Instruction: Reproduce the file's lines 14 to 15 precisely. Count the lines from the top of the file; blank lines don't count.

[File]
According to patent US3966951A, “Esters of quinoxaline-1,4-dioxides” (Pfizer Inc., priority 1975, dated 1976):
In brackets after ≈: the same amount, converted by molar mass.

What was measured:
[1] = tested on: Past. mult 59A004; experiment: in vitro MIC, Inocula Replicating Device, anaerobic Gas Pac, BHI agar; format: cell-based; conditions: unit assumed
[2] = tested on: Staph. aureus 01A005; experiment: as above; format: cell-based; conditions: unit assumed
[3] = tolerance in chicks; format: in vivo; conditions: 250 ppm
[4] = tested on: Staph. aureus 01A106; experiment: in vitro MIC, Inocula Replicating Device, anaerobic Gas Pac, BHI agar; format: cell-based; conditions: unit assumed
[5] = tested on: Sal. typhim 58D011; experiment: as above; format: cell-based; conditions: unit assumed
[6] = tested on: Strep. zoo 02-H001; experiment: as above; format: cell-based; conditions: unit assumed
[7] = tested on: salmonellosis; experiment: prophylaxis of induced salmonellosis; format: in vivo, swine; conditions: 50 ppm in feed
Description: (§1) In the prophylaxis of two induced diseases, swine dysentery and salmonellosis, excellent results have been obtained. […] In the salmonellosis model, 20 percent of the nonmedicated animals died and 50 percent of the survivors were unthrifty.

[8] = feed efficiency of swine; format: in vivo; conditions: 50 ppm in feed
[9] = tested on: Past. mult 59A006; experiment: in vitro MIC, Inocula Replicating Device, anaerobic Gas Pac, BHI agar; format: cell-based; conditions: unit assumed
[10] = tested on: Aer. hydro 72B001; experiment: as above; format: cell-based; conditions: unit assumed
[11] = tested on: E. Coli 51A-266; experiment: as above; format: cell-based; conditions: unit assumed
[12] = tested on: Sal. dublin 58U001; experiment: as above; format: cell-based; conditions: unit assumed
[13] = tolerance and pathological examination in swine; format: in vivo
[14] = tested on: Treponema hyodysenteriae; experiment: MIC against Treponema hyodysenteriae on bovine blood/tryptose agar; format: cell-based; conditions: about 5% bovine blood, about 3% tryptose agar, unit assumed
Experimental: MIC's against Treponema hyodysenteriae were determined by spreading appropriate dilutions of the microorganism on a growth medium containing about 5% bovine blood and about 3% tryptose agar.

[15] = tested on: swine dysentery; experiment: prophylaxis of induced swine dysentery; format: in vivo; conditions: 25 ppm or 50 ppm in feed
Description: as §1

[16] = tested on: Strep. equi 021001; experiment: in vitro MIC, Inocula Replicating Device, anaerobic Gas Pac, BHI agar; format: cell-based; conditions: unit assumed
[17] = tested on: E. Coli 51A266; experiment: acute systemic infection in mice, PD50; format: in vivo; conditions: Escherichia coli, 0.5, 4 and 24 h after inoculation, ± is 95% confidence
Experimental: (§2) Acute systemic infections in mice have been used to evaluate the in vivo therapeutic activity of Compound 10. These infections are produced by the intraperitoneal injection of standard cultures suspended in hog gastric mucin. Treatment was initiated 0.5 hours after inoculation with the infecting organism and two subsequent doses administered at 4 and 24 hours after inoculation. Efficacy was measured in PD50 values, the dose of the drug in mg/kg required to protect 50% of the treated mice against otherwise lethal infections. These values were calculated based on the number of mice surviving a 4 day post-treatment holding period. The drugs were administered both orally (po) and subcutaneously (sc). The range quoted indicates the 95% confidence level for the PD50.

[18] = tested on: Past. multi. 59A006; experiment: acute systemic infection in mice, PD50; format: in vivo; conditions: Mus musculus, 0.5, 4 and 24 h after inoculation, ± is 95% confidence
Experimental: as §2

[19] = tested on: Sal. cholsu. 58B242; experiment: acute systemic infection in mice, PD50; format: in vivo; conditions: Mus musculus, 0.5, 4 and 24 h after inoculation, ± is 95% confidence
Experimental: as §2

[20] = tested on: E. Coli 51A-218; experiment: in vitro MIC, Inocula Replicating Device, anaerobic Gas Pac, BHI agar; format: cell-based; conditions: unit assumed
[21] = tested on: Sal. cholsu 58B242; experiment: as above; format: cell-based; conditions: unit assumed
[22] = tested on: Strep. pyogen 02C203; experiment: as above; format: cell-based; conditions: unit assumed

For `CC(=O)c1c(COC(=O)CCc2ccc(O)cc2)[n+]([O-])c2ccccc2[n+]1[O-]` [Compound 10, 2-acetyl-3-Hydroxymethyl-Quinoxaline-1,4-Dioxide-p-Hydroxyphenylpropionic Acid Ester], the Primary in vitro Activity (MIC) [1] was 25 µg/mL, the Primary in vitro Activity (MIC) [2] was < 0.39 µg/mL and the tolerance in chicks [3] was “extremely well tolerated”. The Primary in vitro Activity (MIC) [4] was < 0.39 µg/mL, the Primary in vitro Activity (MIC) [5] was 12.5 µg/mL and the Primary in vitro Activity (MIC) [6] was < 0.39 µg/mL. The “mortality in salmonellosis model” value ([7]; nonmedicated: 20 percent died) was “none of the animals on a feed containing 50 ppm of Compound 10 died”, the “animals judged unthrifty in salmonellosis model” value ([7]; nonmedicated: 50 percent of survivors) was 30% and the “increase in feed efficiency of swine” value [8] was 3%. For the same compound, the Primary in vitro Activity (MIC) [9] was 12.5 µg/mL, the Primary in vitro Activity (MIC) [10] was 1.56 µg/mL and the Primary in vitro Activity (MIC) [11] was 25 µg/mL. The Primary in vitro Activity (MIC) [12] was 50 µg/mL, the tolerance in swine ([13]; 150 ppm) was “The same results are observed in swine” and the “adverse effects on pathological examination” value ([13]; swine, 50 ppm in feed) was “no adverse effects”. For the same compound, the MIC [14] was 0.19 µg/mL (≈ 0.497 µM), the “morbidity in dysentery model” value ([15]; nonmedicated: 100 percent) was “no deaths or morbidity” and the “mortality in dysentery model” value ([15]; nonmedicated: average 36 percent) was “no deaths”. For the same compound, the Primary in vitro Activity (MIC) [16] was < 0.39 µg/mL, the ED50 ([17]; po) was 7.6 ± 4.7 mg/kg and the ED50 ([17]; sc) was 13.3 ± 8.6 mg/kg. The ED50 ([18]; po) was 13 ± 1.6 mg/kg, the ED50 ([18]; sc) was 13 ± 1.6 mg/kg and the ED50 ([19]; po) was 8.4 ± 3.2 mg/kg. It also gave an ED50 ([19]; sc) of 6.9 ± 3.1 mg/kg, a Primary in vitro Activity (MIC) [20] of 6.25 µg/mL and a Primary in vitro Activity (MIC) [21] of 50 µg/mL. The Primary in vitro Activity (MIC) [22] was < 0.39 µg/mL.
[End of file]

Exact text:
[10] = tested on: Aer. hydro 72B001; experiment: as above; format: cell-based; conditions: unit assumed
[11] = tested on: E. Coli 51A-266; experiment: as above; format: cell-based; conditions: unit assumed